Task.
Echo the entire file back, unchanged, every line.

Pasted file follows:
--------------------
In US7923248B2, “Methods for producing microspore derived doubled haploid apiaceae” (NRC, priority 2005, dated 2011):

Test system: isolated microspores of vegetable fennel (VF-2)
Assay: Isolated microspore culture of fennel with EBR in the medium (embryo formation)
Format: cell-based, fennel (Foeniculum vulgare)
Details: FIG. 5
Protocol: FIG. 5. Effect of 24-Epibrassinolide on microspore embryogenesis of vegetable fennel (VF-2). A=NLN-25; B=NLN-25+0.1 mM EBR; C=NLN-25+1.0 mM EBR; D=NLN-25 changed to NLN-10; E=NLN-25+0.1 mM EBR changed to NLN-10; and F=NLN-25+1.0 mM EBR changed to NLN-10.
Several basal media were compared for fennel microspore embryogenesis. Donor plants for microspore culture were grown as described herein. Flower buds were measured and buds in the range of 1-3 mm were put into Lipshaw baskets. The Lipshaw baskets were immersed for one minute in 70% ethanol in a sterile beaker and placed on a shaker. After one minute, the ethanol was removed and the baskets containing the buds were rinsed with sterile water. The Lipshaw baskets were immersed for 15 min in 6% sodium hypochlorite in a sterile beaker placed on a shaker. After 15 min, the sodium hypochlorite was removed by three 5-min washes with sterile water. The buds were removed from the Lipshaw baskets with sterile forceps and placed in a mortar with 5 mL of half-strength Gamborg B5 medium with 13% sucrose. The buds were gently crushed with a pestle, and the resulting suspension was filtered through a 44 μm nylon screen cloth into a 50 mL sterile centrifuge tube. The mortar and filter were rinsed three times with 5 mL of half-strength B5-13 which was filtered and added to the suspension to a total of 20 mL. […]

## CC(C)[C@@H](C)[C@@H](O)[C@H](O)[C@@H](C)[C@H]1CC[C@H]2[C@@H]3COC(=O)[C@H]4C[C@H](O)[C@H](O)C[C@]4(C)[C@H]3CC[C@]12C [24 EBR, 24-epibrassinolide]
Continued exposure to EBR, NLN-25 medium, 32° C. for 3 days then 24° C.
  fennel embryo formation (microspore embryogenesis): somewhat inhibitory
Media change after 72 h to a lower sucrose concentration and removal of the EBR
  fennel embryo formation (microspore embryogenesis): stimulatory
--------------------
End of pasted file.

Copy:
In US7923248B2, “Methods for producing microspore derived doubled haploid apiaceae” (NRC, priority 2005, dated 2011):

Test system: isolated microspores of vegetable fennel (VF-2)
Assay: Isolated microspore culture of fennel with EBR in the medium (embryo formation)
Format: cell-based, fennel (Foeniculum vulgare)
Details: FIG. 5
Protocol: FIG. 5. Effect of 24-Epibrassinolide on microspore embryogenesis of vegetable fennel (VF-2). A=NLN-25; B=NLN-25+0.1 mM EBR; C=NLN-25+1.0 mM EBR; D=NLN-25 changed to NLN-10; E=NLN-25+0.1 mM EBR changed to NLN-10; and F=NLN-25+1.0 mM EBR changed to NLN-10.
Several basal media were compared for fennel microspore embryogenesis. Donor plants for microspore culture were grown as described herein. Flower buds were measured and buds in the range of 1-3 mm were put into Lipshaw baskets. The Lipshaw baskets were immersed for one minute in 70% ethanol in a sterile beaker and placed on a shaker. After one minute, the ethanol was removed and the baskets containing the buds were rinsed with sterile water. The Lipshaw baskets were immersed for 15 min in 6% sodium hypochlorite in a sterile beaker placed on a shaker. After 15 min, the sodium hypochlorite was removed by three 5-min washes with sterile water. The buds were removed from the Lipshaw baskets with sterile forceps and placed in a mortar with 5 mL of half-strength Gamborg B5 medium with 13% sucrose. The buds were gently crushed with a pestle, and the resulting suspension was filtered through a 44 μm nylon screen cloth into a 50 mL sterile centrifuge tube. The mortar and filter were rinsed three times with 5 mL of half-strength B5-13 which was filtered and added to the suspension to a total of 20 mL. […]

## CC(C)[C@@H](C)[C@@H](O)[C@H](O)[C@@H](C)[C@H]1CC[C@H]2[C@@H]3COC(=O)[C@H]4C[C@H](O)[C@H](O)C[C@]4(C)[C@H]3CC[C@]12C [24 EBR, 24-epibrassinolide]
Continued exposure to EBR, NLN-25 medium, 32° C. for 3 days then 24° C.
  fennel embryo formation (microspore embryogenesis): somewhat inhibitory
Media change after 72 h to a lower sucrose concentration and removal of the EBR
  fennel embryo formation (microspore embryogenesis): stimulatory